Lesson Plan: Identifying Themes in Children's Literature
Short fiction pieces will be used to teach students an effective strategy for identifying themes in literature. A combination of teacher-led instruction and guided practice will be used to implement the lesson.
Anthologies and collections of short stories are excellent choices for teaching this lesson. Some recommended texts are Every Living Thing, Micro Fiction, Flash Fiction and When I Was Your Age: Volume 2.
Students need to be able to identify important information, summarize text, make inferences and draw conclusions prior to beginning this lesson.
• Students will understand the concept of theme as it relates to fictional texts.
• Students will use a strategy for identifying themes in works of literature.
• Students will identify themes in works of literature.
• Select a short piece of text that is appropriate for the instructional level of your student group.
• Provide a working definition for “theme” that is appropriate for your students’ level of comprehension. One definition you may find useful is: The theme of a story is what the story is about.
• Help students understand what theme is by telling them what theme is not. Explain to them that the theme of a story is not its plot or moral or topic, but rather it is the overarching idea and underlying message in the story.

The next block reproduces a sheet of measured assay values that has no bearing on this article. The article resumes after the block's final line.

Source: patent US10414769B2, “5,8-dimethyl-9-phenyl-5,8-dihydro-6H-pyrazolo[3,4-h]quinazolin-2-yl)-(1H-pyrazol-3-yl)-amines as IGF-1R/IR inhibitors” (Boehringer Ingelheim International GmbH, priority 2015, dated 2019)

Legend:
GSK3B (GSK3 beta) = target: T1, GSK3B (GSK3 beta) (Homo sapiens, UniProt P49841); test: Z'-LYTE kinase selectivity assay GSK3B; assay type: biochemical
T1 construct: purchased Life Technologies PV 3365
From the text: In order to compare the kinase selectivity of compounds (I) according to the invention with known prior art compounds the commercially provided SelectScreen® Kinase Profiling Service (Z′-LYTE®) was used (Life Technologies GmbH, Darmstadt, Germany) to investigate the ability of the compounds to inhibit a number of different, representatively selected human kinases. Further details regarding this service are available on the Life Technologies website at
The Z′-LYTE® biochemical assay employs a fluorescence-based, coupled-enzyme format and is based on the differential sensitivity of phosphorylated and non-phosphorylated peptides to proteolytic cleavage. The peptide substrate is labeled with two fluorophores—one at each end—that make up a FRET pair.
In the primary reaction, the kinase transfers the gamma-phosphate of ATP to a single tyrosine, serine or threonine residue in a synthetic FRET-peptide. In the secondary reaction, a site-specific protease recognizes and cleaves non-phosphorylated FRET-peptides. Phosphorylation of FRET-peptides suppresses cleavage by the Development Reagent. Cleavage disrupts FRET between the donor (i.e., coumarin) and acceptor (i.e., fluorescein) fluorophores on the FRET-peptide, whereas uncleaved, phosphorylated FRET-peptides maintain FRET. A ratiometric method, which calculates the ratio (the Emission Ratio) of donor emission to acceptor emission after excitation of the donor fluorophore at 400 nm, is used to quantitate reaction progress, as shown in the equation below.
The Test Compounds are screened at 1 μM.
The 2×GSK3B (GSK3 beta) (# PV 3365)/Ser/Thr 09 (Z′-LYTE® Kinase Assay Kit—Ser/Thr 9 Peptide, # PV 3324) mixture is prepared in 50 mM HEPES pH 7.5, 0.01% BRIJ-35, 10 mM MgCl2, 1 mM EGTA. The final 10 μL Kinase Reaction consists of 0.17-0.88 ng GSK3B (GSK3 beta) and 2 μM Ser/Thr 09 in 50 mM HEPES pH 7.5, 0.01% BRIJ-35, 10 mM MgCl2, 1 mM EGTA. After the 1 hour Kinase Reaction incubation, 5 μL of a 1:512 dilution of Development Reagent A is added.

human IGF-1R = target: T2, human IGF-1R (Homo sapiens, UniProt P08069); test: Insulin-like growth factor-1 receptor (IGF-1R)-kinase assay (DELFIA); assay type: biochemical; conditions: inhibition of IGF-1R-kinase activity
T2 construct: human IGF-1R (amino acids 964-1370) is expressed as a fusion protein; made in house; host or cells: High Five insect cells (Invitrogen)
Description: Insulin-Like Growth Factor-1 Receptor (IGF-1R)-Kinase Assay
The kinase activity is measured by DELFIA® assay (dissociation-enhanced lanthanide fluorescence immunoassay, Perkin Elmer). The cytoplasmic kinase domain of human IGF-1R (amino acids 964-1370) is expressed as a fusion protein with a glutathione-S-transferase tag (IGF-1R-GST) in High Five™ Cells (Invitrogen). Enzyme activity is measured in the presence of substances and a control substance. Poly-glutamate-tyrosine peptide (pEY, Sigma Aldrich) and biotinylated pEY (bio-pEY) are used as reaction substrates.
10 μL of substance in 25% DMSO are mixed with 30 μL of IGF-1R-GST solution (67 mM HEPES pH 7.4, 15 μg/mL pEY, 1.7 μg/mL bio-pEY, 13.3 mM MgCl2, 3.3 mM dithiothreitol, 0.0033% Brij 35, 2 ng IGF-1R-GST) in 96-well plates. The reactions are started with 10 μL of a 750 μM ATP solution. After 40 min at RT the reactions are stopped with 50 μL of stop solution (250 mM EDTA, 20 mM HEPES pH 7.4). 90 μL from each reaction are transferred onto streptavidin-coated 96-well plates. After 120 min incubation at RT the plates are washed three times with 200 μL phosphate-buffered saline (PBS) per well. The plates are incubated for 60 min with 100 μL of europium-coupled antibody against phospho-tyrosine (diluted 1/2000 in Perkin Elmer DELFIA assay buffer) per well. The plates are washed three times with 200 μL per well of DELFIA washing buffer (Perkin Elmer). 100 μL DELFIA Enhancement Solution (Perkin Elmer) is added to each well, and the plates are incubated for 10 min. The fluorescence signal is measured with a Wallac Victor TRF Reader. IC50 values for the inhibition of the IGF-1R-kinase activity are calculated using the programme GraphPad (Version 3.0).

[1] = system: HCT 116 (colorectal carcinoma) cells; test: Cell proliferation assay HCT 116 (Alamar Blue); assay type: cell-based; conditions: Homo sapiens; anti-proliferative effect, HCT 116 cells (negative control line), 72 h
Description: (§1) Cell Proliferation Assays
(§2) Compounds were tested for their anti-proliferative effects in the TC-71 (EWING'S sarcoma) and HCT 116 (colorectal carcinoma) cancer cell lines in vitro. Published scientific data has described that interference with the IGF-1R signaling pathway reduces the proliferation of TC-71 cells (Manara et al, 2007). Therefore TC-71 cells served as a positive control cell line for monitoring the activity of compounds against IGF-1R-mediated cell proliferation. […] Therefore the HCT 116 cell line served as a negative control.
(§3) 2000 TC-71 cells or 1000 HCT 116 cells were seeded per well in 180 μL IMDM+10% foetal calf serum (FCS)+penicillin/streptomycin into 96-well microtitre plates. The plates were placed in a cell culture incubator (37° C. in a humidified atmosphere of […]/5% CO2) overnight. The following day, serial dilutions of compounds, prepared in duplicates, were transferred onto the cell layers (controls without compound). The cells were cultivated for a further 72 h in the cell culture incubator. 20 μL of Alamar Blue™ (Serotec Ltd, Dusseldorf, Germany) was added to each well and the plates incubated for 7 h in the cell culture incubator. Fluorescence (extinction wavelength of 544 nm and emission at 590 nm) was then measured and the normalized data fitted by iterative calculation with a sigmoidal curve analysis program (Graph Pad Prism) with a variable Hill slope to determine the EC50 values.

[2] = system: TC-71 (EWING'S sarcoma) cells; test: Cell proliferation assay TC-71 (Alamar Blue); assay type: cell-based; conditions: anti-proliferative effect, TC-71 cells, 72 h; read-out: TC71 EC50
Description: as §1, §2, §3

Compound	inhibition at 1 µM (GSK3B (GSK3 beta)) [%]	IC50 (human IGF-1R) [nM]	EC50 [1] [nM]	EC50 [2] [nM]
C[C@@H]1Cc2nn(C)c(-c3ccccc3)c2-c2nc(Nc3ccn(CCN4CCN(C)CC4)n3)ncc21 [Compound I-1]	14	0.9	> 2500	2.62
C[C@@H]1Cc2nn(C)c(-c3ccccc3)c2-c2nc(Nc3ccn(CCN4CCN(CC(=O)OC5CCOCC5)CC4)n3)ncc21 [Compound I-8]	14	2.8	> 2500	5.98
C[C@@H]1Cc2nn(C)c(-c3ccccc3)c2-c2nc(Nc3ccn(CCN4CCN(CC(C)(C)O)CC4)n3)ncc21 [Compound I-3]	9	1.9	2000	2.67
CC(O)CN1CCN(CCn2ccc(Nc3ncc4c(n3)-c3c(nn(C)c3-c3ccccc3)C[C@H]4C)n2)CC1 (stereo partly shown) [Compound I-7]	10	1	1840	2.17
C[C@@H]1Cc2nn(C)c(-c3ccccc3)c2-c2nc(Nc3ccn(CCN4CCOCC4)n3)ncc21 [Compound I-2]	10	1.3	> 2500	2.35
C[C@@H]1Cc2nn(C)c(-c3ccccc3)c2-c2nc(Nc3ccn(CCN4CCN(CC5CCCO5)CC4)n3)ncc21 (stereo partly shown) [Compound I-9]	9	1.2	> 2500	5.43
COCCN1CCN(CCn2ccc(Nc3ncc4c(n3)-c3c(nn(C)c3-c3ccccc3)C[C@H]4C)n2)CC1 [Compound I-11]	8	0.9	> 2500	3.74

• Tell students the theme of a story will be not be stated explicitly and that they will have to infer and draw conclusions in order to identify the theme of a text.
• Tell students analyzing the traits and actions of characters, plot, setting and other circumstances pertinent to the text will help them identify the theme of a text.
• Read the text you’ve selected to students. Use the think aloud strategy to point out character traits, character actions, plot and other story elements that can help students identify the theme of the text.
• Identify some plausible themes in the text and use text references and prior knowledge to support them.
• Have students practice identifying themes in the text and supporting them with text references and prior knowledge. Coach students as necessary.
• Divide students into small groups of no more than students and distribute copies of very short stories that are appropriate for each differentiated group of students’ independent reading level.
• Distribute a hand-out that contains the following questions: What happened in this story? How were the characters in the story changed, impacted or affected by the events that occurred in the story? What is the big issue that was addressed in this story? What lesson was learned or truth was revealed in this story? What is the message of this story? What commentary is the author making about life, society or the human condition through this story? What is this story really about?
• Tell students to read the texts silently and record important information about character traits, character actions, plot and other story elements in their reader’s notebooks. Tell them to fill out as much of the hand-out as they can.
• After students have completed the hand-out have them discuss their stories with their small groups.
• Monitor each groups progress and use observations and anecdotal remarks to assess students’ ability to identify themes in text.
• Have each group present a brief summary of story and describe the themes they identified, using text references and prior knowledge to as support for their identified themes.
Application and Extension
Have students use this strategy with other short stories, poems, novels and their independent reading selections.